See the immersive art museum proposed for a landmarked Lower Manhattan bank hall

May 6, 2020

Rendering of proposed exhibition space by Culturespaces/ Woods Bagot, courtesy of LPC

An art center with immersive art exhibitions has been proposed for a landmarked former banking hall in Lower Manhattan. Culturespaces, a French museum operator, presented its plan to adapt the Emigrant Industrial Savings Bank into a center of digital art to the city’s Landmarks Preservation Commission on Tuesday. The design proposal from Woods Bagot Architects includes alterations to the landmarked interior to accommodate a ticketing area and necessary audiovisual equipment for the art center, as well as modifications to the exterior of the building.

Photo of Gryffindor on Wikimedia

Constructed in 1911, the Emigrant Industrial Savings Bank was designed by Raymond F. Almirall in a Beaux-Arts architectural style. The 17-story building became the city’s first H-shaped skyscraper. The main hall “is a beautiful reminder that public spaces, for any time of commercial or civic function can be treated with style and elegance,” the LPC wrote in its designation report in 1985.

The Chetrit Group bought the property from the city in 2013 for $89 million with plans to convert the upper levels of the historic building into a luxury condominium. According to CityRealty, there are currently 11 available units at 49 Chambers Street, ranging from a $1.7 million one-bedroom to a $7.7 million three-bedroom penthouse.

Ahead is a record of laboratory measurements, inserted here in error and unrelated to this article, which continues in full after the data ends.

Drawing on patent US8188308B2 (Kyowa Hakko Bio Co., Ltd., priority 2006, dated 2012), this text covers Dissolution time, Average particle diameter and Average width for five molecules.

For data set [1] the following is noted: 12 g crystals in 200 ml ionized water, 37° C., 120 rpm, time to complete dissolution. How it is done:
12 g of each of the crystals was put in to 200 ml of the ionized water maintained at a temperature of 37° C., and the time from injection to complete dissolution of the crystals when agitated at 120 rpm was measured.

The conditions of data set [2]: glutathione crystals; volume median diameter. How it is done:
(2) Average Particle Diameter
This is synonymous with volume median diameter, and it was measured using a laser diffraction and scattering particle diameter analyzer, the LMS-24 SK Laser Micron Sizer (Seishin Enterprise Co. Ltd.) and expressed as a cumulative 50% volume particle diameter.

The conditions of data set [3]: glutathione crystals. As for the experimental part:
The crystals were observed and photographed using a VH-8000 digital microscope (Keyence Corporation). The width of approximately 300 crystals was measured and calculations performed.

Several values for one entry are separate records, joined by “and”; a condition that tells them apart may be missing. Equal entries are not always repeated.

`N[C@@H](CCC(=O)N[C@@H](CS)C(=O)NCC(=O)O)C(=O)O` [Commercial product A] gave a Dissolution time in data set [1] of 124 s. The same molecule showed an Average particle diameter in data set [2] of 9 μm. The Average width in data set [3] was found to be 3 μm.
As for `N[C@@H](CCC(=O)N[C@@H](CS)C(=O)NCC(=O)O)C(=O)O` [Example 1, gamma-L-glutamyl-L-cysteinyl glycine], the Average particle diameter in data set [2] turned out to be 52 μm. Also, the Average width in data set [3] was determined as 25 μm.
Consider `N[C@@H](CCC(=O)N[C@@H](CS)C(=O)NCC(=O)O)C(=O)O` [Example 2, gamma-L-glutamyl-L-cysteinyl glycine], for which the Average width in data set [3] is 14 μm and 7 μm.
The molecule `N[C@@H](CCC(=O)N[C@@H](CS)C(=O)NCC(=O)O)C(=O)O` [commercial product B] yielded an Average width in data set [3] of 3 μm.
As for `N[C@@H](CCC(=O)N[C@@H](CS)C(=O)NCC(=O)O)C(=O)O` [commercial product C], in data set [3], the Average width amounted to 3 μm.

Proposed Chambers Street facade; The design calls for signs and an illuminated canopy.

View of exhibition space

The last part of the renovation project involves the first-floor banking hall. As Culturespaces has done at a number of historic buildings in France, the digital exhibition involves projecting moving images onto the walls of the space. In 2018, the company launched the Atelier des Lumieres in a former iron foundry with an exhibition dedicated to Gustav Klimt.

To accommodate the art center, work would have to be done to make way for a ticketing area, viewing platforms, restrooms, and a gift shop. Audio-visual equipment, including speakers and projectors, would need to be mounted within the landmarked interiors.

During Tuesday’s public hearing on the project, some LPC commissioners expressed concern about the possible damage the penetrations would make to the existing elements. Ward Dennis of Higgins, Quasebarth & Partners said any work will be reversible at the end of the program. Another area of concern for the commission is a number of removable window coverings that would block out any light, essential to the digital art displays.

LPC Chair Sarah Carroll said the cumulative response to the project was positive. “I think that everyone has expressed a lot of support for it conceptually,” Carroll said on Tuesday. “The idea of allowing the public back into this space to experience this designated interior is seen as a positive adaptive reuse of baking halls and that has always been supported the commission.”

Carroll said the team needs to rethink certain areas of the project’s design, including the window coverings, the exterior signs, and the removal and reuse of historic materials. The commission will revisit the revised project at a later date.

Images by Culturespaces/ Woods Bagot, courtesy of the Landmarks Preservation Commission

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